You fight propaganda with propaganda.

Re: Is the Wearing of Clothes In and Of Itself an Insult to God?

Bluetrain, since your comments about the YMCA, school-based swimming programs, and showers tell me more about how things really worked when you were growing up, I want to respond since I was talking about trying to promote the health benefits of nudity, at least in a same-gender shower and swimming context.

BlueTrain
First of all, swimming nude in school was hardly universal nor were school swimming pools especially common. I live in a county with a population of over a million people and no school has a pool. There are county rec centers, however, some of which have pools. Same with the YMCA. There is a grand total of one YMCA in the county. It is not likely the membership constitutes a high percentage of the population. Also, not all YMCAs had pools and some were quite small.


Your experience is different from mine, but this varies by region. Pools are expensive to build and to maintain, and probably it's mostly larger urban schools which can afford them.

Also, in places with lots of water and rivers and lakes, there's more parental interest in water recreation and in competitive swimming programs, and more parents who believe kids, for their own safety, need basic swimming skills so they don't drown if they fall into water unexpectedly. Swim teams will rarely be as popular as football or basketball, but when a swim team becomes an important second-tier sport, there's a built-in constituency to advocate for good swimming pools along with good football fields, basketball courts, and soccer, baseball and softball fields.

BlueTrain
As far as I know, school around here still have gym, although I understand showers are no longer required.


Same here -- and that needs to change. Maybe encouraging would work better than requiring post-PE showers.

BlueTrain
When I was in school, showers were a very rushed affair and it wasn't like you actually experienced much nudity then. In real time, it might have amounted to something like five minutes total in a week, maybe ten tops. Any conceivable gain in becoming accustomed to being nude would be more than offset by teasing and harassment because you were small, skinny, overweight, pale or any number of things.


I think we discussed this before, and I agree on the risks.

Here's what might help.

First, make sure there is enough time to shower, and shower well. In my swim class, because there were important hygiene issues, our coaches made sure we washed our entire bodies with soap before getting in the pool, and after swimming, encouraged us to be sure all the chlorine was washed off.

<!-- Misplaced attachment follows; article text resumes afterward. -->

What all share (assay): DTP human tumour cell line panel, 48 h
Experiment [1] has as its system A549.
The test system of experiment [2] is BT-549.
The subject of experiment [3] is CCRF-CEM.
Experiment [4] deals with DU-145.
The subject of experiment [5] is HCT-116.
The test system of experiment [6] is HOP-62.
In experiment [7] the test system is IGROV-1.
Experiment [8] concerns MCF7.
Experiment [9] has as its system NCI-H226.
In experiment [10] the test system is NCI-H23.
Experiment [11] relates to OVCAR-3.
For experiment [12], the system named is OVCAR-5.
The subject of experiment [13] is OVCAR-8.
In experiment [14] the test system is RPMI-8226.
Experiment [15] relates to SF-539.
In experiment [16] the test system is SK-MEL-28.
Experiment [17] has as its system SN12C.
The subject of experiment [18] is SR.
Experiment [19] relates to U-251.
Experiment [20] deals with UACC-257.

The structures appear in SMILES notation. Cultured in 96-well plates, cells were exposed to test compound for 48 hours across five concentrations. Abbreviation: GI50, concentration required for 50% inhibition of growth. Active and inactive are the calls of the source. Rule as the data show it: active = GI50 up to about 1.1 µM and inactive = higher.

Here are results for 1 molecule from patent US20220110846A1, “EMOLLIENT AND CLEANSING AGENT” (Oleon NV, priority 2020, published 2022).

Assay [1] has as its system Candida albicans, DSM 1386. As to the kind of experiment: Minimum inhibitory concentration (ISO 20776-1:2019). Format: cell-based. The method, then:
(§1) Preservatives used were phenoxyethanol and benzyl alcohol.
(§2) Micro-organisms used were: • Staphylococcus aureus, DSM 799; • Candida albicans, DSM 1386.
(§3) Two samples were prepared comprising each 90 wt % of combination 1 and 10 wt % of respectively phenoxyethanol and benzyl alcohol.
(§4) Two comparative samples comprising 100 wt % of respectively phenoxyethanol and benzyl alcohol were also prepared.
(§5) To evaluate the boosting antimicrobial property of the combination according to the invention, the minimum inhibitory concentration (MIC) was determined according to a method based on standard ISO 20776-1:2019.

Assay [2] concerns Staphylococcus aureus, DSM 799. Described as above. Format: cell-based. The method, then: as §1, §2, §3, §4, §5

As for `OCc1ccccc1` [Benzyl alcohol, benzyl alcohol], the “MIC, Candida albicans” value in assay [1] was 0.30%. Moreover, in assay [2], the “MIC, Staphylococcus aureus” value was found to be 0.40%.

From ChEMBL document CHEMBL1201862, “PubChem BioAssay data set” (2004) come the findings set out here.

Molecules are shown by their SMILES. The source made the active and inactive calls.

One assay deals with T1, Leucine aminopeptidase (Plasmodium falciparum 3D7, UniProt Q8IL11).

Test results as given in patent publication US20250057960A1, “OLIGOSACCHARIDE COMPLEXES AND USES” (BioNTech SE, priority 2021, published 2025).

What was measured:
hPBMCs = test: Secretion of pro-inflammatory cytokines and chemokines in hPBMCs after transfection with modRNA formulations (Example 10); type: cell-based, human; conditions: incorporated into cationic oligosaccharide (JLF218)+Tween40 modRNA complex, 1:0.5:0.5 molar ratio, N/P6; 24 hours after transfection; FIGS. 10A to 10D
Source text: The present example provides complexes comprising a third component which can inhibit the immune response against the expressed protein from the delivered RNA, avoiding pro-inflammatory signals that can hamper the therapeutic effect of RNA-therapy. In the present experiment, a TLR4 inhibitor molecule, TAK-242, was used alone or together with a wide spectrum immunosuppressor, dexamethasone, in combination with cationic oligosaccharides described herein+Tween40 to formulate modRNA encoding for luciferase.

Second, if group showering is understood as providing an emotional health benefit, teachers and coaches need to step in to prevent teasing. Maybe showers could become part of the health class program and help teach basic anatomy? I dunno, just throwing out ideas.

Showering together in my swim classes was an important benefit for me growing up and it could be for others.

I know this suggestion would never work in high school, but on the college level, in older dorms that haven't been converted to apartment-style "suites" with two rooms sharing a shower room, people in some colleges are ALREADY doing things like late-night group showers. It was happening in my dorm, and yes, alcohol was often a factor, when every so often three or four couples, sometimes more than that, would come back late at night, ask someone to stand guard outside the shower room, and all undress and have a group shower.

Is that nudism? Definitely not.

But it did have the benefit of breaking down unnecessary inhibitions.

When showering that way, it's not a two or three minute shower and the whole point is to enjoy seeing your friends' bodies. I asked one of my friends who got talked into one of those late night group showers how she felt, and she said at first she was REALLY scared, but as she saw her friends undressing and especially once her boyfriend was naked, it wasn't too long before her blouse was off, and then her bra, and from that point the rest was easy.

She told me her biggest surprise was how she felt, and that it was different from men staring at her fully clothed. Somehow since they were all naked together, she felt less vulnerable when men smiled at her as she washed herself because she was also seeing them wash themselves. After the initial shock, it was fun as her friends were giggling and enjoying each other undress and shower together.

That isn't the kind of nudity most of us would support. I don't. I think alcohol enables bad choices. But these things are ALREADY happening in college dorms, and in a world where the "hookup culture" has become normal and young people are being pushed into things, wouldn't it be better to promote healthy body image through providing opportunities for healthier types of social nudity?

Re: Is the Wearing of Clothes In and Of Itself an Insult to God?

Duane
Beachbunny
But we do think we would have a much healthier society if young men and young women had realistic ideas about the human body. No need to say too much about this, but the airbrushed images in magazines and videos do not represent reality for all but a tiny fraction of people. Especially for women who often have more problems with modesty and bad body image than men . . .
I fully agree with this!

I don't have a problem with clothes. Sometimes they are needed. But aggressive fashion industry advertising that seeks to motivate people by creating those unrealistic ideals is at the root.